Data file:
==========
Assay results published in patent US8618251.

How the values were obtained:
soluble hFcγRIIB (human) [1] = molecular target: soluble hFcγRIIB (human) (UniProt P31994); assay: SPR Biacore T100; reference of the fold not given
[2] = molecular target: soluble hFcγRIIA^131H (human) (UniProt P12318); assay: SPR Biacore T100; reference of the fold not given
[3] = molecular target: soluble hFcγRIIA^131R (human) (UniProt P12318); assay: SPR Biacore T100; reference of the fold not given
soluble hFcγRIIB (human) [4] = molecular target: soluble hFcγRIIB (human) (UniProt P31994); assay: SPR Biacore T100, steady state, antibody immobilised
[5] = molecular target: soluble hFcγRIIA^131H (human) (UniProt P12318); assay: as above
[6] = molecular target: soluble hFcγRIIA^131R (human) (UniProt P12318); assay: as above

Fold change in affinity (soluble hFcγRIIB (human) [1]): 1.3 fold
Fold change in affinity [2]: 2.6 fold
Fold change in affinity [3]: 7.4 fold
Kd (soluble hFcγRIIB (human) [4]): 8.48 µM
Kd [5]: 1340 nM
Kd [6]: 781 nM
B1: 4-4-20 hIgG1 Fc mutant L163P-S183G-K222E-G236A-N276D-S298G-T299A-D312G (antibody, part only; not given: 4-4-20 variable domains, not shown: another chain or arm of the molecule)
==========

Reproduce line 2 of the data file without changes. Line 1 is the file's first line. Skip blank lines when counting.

How the values were obtained: